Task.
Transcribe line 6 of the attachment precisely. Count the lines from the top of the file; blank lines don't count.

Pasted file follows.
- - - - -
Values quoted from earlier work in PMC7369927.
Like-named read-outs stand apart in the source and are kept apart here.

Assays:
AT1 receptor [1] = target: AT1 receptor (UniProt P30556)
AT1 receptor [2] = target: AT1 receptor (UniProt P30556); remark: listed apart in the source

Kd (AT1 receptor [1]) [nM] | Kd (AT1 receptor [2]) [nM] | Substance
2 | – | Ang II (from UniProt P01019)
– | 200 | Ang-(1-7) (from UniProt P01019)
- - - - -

Kd (AT1 receptor [1]) [nM] | Kd (AT1 receptor [2]) [nM] | Substance